It seems only some of the lessons of Blenheim had been remembered by the time the next gift was proposed for an equally illustrious general, Arthur Wellesley, 1st Duke of Wellington.  Again, a superb leader who had defeated plans for European domination, Wellington – the Iron Duke – was certainly worthy of such a reward. Rather than receiving a direct gift from the monarch, it was decided that the nation would provide £600,000 (approx £38m) for the purchase of an estate and the building of a suitable house. Rather than just provide the money, in 1817, Parliamentary trustees were appointed to oversee the purchase.  The Duke knew his limitations and called upon the architect Benjamin Dean Wyatt (son of James Wyatt) who promptly, even before a site had been found, drew up plans for a ‘Waterloo Palace’ which, in his words, would have “…a very magnificent & imposing effect” without “the monstrous expense of a Fabrick extended to the dimensions of Blenheim [or] Castle Howard“.  Despite his professed aim, this would have been an enormous house; designed around three sides of a courtyard, it featured two flanking pavilions, with the main house centred on a huge domed hall, with suites of grand rooms surrounding it.  Perhaps of particular interest was the severely Neo-Classical decoration, with few of the architectural flourishes which distinguish Blenheim.  This might have reflected the notably austere Duke’s taste but even this plan was rejected.

Stratfield Saye, Hampshire (Image: Historic Houses Association)
Stratfield Saye, Hampshire (Image: Historic Houses Association)

Given the Duke’s preference to be near London, the house and estate chosen was Stratfield Saye in Hampshire, after rejecting Uppark in Sussex due to the poor land, and was bought from the Pitt family for £263,000; a significant portion of the funds available. Though this may have been a factor in the eventual rejection of the plans in 1817, another was that the Duke was in the process of spending £40,000 anonymously purchasing Apsley House in London, for the use of his almost bankrupt brother who had previously lived there with his soon-to-be-ex wife.  That house also required significant work and, faced with the need to maintain two houses, the Duke abandoned the plans for the new palace, and concentrated on updating and modernising the existing house at Stratfield Saye.  Both houses are still lived in by the Wellesley family, though Apsley is now part-owned by English Heritage and open to the public – and absolutely worth a visit if in London.

Bemersyde House, Scotland (Image: Kevin Rae / Geograph)
Bemersyde House, Scotland (Image: Kevin Rae / Geograph)

We may think the practice of the nation buying a country seat for a military leader was the product of the more deferential Georgian and Victorian eras when such actions by government would be less subject to widespread scrutiny, but the latest example occurred in the 1920s.   Field Marshal Douglas Haig, 1st Earl Haig, was a controversial figure as commander of British forces in WWI. Although he won, the horrendous loss of life left him with battered reputation which has only recently been revised. In the immediate aftermath of WWI, we, the victors, did feel grateful and Haig was created the 1st Earl Haig (with a subsidiary viscountcy and a subsidiary barony), given the thanks of both Houses of Parliament, plus £100,000 (though he had asked for £250,000) to enable him to live in the manner befitting a senior peer.  Haig chose Bemersyde House in the Scottish Borders, originally built in 1535 as a pele tower, to become, as it still is, the seat of the Haig family, the purchase funded by the grateful taxpayer.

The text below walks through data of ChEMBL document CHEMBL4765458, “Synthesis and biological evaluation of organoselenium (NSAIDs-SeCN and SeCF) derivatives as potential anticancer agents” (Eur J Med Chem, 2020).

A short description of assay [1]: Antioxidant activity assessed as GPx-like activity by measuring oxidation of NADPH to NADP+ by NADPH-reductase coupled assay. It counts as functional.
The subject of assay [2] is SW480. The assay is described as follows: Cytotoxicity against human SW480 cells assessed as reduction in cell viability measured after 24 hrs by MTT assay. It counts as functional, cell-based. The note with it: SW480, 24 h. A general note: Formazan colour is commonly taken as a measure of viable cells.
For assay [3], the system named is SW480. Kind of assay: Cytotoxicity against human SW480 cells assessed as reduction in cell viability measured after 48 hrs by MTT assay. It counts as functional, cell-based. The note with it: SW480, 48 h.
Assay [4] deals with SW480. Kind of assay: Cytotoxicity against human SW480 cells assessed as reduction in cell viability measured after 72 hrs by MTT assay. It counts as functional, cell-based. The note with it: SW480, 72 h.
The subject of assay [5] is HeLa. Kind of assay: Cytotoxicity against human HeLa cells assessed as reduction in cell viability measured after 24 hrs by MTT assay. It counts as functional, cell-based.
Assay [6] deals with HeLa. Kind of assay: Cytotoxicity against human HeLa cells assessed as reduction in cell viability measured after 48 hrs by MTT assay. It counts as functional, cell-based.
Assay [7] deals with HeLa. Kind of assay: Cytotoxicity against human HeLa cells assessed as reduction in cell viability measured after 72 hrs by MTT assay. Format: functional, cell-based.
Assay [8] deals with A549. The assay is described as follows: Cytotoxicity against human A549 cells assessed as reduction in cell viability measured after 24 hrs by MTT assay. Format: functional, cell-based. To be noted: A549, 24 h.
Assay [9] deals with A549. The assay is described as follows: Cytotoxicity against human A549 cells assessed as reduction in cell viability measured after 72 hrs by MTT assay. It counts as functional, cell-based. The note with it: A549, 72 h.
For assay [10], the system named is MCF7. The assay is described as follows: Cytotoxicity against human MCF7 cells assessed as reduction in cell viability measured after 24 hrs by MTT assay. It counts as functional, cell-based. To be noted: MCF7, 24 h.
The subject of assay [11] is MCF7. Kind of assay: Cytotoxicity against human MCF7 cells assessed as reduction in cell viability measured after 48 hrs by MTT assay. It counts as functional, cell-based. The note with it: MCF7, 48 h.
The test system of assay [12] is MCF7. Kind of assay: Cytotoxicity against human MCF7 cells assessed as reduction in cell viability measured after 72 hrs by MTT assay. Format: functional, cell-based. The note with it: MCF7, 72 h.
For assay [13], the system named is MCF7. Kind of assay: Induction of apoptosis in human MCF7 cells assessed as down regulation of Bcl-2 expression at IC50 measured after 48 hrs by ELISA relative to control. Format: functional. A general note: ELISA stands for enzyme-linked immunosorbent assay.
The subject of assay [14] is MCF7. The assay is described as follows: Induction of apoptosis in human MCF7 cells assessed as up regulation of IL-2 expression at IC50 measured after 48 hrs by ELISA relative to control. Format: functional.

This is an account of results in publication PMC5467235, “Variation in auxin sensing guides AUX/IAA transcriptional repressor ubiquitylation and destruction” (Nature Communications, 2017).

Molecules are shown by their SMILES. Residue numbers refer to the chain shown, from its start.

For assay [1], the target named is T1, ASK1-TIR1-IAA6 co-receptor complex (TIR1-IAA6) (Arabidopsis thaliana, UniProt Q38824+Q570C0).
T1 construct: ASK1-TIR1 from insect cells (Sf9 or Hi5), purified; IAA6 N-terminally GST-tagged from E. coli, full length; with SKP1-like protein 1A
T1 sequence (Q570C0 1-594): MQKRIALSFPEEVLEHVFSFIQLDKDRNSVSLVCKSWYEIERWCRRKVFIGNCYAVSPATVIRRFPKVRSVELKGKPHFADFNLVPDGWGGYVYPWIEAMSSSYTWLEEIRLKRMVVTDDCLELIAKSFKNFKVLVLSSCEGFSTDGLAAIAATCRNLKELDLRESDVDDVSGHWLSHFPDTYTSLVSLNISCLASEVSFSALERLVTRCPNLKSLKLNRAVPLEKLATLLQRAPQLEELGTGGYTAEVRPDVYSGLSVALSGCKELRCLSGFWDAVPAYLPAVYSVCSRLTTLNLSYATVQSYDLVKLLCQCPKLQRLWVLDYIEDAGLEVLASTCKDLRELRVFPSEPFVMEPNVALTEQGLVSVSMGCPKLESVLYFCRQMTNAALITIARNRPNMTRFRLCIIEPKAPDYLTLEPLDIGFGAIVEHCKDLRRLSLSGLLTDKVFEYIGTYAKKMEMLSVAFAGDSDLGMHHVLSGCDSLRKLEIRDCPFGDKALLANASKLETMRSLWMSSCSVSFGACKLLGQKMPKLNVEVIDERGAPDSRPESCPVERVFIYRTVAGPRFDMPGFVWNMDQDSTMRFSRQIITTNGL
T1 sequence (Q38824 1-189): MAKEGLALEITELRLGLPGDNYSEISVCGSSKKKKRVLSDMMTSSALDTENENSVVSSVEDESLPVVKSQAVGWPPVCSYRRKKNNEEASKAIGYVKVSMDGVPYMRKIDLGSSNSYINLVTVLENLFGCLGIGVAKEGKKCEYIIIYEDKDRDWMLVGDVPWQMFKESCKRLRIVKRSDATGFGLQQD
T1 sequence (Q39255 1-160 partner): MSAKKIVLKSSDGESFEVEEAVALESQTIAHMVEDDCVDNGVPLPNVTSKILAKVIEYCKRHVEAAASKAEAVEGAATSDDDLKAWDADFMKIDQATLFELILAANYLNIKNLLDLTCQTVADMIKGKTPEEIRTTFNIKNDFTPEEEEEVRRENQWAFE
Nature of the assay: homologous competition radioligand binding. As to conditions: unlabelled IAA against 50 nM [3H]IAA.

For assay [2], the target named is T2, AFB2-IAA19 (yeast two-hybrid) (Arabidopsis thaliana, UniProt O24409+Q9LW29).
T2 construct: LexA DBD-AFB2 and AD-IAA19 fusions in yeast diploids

Cefntilla Court, Monmouthshire (Image: Knight Frank)
Cefntilla Court, Monmouthshire (Image: Knight Frank)

It wasn’t only the ultimate leaders who could benefit from public largesse, though in the case of Cefntilla Court, Wales, the gift missed the mark by a generation.  Field Marshal FitzRoy James Henry Somerset, 1st Baron Raglan, was the Duke of Wellington’s right-hand man who was later blamed (then exonerated) for the huge losses resulting from the ill-fated Charge of the Light Brigade in the Crimean War.  Lord Raglan’s health suffered from the stress of the campaign and he died whilst on duty in June 1855.  However, such was the admiration for the man that a ‘Raglan Memorial Committee’ was formed and by 1858 was able to present Cefntilla Court, as commemorated by a plaque at the house which reads:

This house with 238 acres of land was purchased by 1623 of the friends, admirers and comrades in arms of the late Field Marshal Lord Raglan GCB and presented by them to his son and his heirs for ever in a lasting memorial of affectionate regard and respect.

Sadly, it seems that ‘for ever’ is a shorter time than they imagined as the house and estate are now for sale following a strange inheritance whereby the 5th Lord Raglan wrote his younger brother, now the 6th Lord Raglan, and the brother’s son, out of his will.  The house was instead left to another nephew, Henry van Moyland, who currently lives in Los Angeles and works as a recruitment consultant. With no deep ties to the estate, he has chosen to sell, splitting the title and estate for the first time since the gift was bestowed.  Legally, there is nothing to be done but it does seem regrettable that the whim of one Lord Raglan should lead to such an outcome, especially as it was the express intention of the donors that it should remain in the family.